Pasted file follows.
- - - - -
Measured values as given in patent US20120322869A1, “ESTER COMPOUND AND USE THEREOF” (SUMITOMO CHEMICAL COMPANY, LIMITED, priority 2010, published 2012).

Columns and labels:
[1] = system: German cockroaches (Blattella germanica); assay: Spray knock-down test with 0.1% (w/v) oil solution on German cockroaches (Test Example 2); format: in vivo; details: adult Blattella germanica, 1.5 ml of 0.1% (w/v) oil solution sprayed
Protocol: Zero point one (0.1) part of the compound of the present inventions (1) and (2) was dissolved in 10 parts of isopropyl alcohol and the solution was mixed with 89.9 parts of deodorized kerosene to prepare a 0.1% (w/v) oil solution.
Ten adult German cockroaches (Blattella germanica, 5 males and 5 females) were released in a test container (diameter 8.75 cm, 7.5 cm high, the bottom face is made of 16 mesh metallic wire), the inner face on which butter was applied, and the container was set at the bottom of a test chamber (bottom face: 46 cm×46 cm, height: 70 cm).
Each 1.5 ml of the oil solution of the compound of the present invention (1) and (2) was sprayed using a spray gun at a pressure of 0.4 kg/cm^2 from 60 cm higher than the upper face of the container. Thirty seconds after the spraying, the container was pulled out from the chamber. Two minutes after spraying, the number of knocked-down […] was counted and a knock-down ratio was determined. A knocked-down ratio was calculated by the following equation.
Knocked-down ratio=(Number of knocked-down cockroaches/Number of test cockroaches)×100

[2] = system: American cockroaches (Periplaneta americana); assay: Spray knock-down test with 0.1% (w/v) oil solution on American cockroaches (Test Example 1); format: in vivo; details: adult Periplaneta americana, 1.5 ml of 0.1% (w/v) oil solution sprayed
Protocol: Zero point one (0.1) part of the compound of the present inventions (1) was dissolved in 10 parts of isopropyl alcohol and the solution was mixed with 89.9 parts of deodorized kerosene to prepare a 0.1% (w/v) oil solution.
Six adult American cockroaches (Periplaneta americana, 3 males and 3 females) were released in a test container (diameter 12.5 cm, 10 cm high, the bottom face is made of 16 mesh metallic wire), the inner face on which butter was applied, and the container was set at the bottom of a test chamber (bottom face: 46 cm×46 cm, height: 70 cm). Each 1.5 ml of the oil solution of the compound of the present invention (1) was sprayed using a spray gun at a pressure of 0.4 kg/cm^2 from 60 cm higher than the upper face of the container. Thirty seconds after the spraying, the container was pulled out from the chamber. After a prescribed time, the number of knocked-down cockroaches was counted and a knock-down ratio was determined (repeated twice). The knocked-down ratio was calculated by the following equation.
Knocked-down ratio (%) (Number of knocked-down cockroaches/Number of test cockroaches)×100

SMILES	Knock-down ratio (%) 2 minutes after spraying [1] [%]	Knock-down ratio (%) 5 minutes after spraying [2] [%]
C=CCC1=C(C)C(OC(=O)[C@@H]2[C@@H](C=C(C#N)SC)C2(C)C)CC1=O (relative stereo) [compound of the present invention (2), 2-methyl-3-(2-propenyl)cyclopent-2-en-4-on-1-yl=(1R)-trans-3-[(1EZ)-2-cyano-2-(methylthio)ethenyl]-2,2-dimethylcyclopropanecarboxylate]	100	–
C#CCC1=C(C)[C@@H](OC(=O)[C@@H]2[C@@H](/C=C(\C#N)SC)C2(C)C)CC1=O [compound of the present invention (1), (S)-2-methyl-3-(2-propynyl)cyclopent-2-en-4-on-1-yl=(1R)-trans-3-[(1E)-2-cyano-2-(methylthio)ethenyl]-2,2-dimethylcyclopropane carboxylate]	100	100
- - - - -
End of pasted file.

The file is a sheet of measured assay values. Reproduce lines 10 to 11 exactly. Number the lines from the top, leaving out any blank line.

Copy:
Six adult American cockroaches (Periplaneta americana, 3 males and 3 females) were released in a test container (diameter 12.5 cm, 10 cm high, the bottom face is made of 16 mesh metallic wire), the inner face on which butter was applied, and the container was set at the bottom of a test chamber (bottom face: 46 cm×46 cm, height: 70 cm). Each 1.5 ml of the oil solution of the compound of the present invention (1) was sprayed using a spray gun at a pressure of 0.4 kg/cm^2 from 60 cm higher than the upper face of the container. Thirty seconds after the spraying, the container was pulled out from the chamber. After a prescribed time, the number of knocked-down cockroaches was counted and a knock-down ratio was determined (repeated twice). The knocked-down ratio was calculated by the following equation.
Knocked-down ratio (%) (Number of knocked-down cockroaches/Number of test cockroaches)×100